• en

Boeing 737 Max Boss Ed Clark Resigns After Jet Blowout Incident

He will be replaced by Katie Ringgold, who is currently vice president of 737 delivery operations.

Boeing has announced that the company head of the troubled 737 Max program, Ed Clark, is set to depart the company, marking the end of an almost 18-year tenure.

This move is part of a broader restructuring within the commercial airplane division, as Boeing strives to enhance its quality and safety measures, the company announced on Wednesday.

The decision is following an increased scrutiny on Boeing, triggered by an incident in January when a section of one of its jets suffered a blowout during an Alaska Airlines flight, necessitating an emergency landing.

Although the event did not result in serious injuries, it reignited concerns about the manufacturing processes for Boeing’s widely used 737 Max planes.

Boeing, currently under review by regulators, had its 737 Max production expansion halted by the Federal Aviation Administration last month, allowing authorities to assess the company’s production line for these planes.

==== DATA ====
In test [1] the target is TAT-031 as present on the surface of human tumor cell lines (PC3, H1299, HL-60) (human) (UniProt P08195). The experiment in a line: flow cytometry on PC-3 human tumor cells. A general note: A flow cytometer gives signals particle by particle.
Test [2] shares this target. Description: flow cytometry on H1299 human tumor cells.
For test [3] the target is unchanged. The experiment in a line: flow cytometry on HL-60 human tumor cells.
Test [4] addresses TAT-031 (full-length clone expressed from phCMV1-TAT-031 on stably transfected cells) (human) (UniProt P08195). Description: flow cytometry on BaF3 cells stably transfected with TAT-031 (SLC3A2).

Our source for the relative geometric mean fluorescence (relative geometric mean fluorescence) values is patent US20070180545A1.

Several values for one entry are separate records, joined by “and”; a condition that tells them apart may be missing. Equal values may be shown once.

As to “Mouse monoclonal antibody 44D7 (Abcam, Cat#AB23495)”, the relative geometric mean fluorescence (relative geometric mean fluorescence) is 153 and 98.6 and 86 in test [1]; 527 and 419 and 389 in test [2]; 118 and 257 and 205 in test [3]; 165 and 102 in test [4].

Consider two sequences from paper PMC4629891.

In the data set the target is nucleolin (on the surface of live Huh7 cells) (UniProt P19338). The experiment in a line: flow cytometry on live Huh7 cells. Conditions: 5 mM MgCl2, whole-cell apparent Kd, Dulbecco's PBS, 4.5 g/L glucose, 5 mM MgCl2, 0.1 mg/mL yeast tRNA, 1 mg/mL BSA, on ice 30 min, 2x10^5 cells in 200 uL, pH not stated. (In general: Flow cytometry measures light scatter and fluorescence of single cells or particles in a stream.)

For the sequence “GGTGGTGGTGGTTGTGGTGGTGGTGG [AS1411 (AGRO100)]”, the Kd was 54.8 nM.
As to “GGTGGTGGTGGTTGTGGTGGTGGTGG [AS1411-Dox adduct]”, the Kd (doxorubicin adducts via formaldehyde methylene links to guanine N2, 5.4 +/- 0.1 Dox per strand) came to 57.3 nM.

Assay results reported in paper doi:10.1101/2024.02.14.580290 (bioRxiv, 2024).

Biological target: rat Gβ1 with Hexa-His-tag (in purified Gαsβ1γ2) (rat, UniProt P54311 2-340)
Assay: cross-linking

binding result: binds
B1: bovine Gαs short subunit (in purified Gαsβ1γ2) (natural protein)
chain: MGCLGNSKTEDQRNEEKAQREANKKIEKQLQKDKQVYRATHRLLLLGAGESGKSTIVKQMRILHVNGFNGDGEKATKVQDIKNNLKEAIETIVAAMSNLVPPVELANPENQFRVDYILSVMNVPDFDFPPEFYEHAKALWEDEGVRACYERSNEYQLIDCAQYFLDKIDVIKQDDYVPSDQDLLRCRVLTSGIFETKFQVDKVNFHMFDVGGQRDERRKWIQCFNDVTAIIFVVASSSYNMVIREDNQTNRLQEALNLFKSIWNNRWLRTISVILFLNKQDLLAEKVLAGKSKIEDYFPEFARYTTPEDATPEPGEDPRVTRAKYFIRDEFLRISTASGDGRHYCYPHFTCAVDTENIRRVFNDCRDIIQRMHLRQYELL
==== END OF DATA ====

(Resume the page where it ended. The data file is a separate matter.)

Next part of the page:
Ongoing issues in recent years, including lesser flaws, have plagued production as Boeing sought to increase manufacturing following the 20-month global grounding in 2019 due to crashes that claimed 346 lives.

An initial investigation into the incident on the Alaska Airlines flight revealed missing bolts intended to secure the door panel, removed within Boeing’s Renton, Washington factory.

Clark, who was the vice president and general manager of the 737 program, which oversees the production facility, faced calls from safety advocates for a change in leadership.

He will be replaced by Katie Ringgold, currently vice president of 737 delivery operations.

Boeing also announced the creation of a senior vice president for quality position as part of its commitment to meeting and exceeding quality and safety requirements.

The head of Boeing’s commercial airplanes division, Stan Deal emphasized the importance of these changes in ensuring the delivery of aircraft that meets the highest standards, expressing gratitude to Clark for his nearly two decades of service.

Chioma Kalu

Follow us on: